CAF #3: Making Progress

Obstacles and Lessons Learned

Aside from what I am learning through my cohort and my research, one of the biggest educational aspects of this fellowship for me has been figuring out how to actually do a long-term self-led creative project. Going into the fellowship, I did a lot of planning, and had a pretty set vision of how I wanted my pieces to turn out for each specific poem. In general, I am a serial planner and love having everything mapped out ahead of time. While this is helpful for managing time and staying on track for upcoming deadlines, I found myself struggling to keep this model for my project because I realized I can’t predict and plan how my work is going to progress. I set out thinking that all of my translations would end up as multimedia collages in a very traditional digital sense, but have found myself drawn to video, narration, text, and material throughout the creative process. I struggled with this since I thought it meant I wasn’t focused and on task, but reflecting on my progress with my cohort and mentor helped me realize that I should lean into these things more and let myself explore different avenues as I work.

Surprisingly, a lot of the ideas and work I like the most so far has come from not having a set intention in mind. In this process of experimenting and going with the flow, I’m learning to trust myself more and am reminding myself that there are reasons why I feel drawn to certain things. It’s actually been pretty empowering and therapuetic to learn that intuition is often where creativity and individuality as an artist lies, and that I am capable and knowledgable through this intuition. There were many times where I didn’t figure out the meaning behind why I was doing what I was doing until after I did it, reflected, went back and did it again, and many times where I had to go back to my original blueprints to re-brainstorm, sketch, and plan. Sometimes the work and material gathered during making can come to inform or reshape the plan entirely, and sometimes the process of experimentation within the work comes to take on meaning itself.

As cheesy as it sounds, a central theme for me has been learning to “trust the process”. For instance, the calligraphy work in my project wouldn’t have developed into what it is if I only stuck to my original plans. What began with me randomly weaving Chinese characters from grass as I took a break from taking photos has now developed into a large part of my project. It isn’t something I could have planned since I had to physically engage with the material and act of weaving to construct meaning out of this performance (repetitive action that reminds me of learning to write in Chinese school, tenderness in physically holding the grass and its relationship to the care and fragility I associate with family and memory, nature as a point of connection between me and my heritage). Even after I dove into this process, though, I came upon the new obstacle of not knowing how it would fit within my original vision. I felt really worried and unsure of the work I was producing since it felt less like progress and more like veering off track. However, I recently had a breakthrough moment where what felt like were random unconnected pieces of work (including the woven and performance calligraphy) were finally coming together. That moment felt so relieving and exciting when seemingly disjointed things made sense as a whole. Looking back, I think the process of feeling confused and all the thoughts and emotions that brought up was necessary for me to have that epiphany.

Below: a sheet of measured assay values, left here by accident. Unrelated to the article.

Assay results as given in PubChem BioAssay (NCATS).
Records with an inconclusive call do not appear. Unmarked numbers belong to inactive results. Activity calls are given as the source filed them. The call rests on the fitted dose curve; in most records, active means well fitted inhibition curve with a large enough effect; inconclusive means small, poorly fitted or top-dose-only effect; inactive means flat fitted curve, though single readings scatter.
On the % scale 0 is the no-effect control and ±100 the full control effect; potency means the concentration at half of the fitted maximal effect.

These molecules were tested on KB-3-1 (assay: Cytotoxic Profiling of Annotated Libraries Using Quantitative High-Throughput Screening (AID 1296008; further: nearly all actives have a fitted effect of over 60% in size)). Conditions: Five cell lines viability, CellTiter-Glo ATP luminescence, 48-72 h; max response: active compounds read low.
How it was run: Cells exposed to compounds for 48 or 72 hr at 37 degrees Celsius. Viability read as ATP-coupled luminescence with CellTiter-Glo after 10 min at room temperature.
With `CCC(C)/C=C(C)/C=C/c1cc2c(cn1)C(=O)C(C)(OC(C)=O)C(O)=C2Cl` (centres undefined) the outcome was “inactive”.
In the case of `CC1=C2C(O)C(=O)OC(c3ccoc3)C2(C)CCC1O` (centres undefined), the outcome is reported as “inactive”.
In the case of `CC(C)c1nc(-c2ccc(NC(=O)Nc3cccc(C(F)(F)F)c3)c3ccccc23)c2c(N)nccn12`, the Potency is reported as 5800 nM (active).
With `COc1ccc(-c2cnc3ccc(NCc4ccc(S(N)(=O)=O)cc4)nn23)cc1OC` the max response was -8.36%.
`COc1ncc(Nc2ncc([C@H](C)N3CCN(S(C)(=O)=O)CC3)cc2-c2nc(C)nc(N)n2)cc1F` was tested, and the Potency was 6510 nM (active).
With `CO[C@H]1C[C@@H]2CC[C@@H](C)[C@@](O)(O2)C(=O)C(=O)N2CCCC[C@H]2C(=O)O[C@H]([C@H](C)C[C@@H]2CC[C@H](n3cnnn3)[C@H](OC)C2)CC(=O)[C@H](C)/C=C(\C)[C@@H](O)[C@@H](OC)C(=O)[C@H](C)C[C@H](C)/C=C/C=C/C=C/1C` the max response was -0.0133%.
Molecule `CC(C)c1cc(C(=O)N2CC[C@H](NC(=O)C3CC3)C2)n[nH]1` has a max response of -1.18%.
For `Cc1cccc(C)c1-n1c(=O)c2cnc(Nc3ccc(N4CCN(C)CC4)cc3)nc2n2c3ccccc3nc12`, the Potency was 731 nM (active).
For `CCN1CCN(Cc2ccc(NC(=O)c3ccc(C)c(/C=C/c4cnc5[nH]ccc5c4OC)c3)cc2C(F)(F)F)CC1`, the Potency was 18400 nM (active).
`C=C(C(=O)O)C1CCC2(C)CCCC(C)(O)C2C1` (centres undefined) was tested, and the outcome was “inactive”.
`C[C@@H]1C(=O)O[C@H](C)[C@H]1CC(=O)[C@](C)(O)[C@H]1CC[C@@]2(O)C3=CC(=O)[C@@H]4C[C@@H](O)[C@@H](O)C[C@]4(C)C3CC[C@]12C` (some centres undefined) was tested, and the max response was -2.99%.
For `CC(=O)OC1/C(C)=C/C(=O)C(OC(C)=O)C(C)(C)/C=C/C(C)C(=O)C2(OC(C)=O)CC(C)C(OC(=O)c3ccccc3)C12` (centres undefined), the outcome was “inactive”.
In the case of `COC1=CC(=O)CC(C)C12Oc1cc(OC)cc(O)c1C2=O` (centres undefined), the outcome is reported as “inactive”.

Creative and Academic Approaches

Since my academic work within the studio arts major is also creative, there is a similar process of reworking. But, because I am giving myself my own deadlines in this project, sometimes I feel more flexibility in being able to explore, start over, or stray from original plans. I’m definitely still figuring out that balance of leaning into this and trusting intuition versus staying on task and meeting deadlines. For my classes in other disciplines like anthropology, Asian studies, etc., there is a lot more of a straightforward approach. There is a similar introspective aspect since much of the content in these classes is also very humanistic, but the literal completing of tasks in much more to-the-point. 

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